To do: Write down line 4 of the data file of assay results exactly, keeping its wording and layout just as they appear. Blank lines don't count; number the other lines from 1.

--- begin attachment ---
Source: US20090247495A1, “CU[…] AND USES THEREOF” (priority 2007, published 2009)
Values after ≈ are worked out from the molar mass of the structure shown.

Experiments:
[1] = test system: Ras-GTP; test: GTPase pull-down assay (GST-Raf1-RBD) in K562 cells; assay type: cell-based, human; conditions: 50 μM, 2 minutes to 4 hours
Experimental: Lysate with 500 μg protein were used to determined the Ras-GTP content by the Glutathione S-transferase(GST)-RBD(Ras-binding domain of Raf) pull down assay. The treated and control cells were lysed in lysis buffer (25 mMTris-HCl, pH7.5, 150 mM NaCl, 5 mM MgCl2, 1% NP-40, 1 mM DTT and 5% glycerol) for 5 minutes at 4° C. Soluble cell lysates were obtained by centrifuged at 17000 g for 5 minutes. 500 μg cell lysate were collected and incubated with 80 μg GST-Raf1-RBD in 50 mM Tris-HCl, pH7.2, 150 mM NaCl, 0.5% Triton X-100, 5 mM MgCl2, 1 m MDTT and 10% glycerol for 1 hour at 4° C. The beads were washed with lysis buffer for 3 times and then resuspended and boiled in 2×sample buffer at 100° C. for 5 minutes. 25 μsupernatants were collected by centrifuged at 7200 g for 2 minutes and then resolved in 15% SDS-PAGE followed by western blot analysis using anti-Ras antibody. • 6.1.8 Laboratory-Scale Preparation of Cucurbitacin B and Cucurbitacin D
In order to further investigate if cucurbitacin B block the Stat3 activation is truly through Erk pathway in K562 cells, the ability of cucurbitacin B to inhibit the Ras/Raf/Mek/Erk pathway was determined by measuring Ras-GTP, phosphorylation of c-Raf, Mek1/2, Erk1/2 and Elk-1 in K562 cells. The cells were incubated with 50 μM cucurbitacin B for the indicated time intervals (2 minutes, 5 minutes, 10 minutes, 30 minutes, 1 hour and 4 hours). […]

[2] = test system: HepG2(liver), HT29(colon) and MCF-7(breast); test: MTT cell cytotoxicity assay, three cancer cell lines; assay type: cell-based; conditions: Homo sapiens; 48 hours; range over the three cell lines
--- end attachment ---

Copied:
[1] = test system: Ras-GTP; test: GTPase pull-down assay (GST-Raf1-RBD) in K562 cells; assay type: cell-based, human; conditions: 50 μM, 2 minutes to 4 hours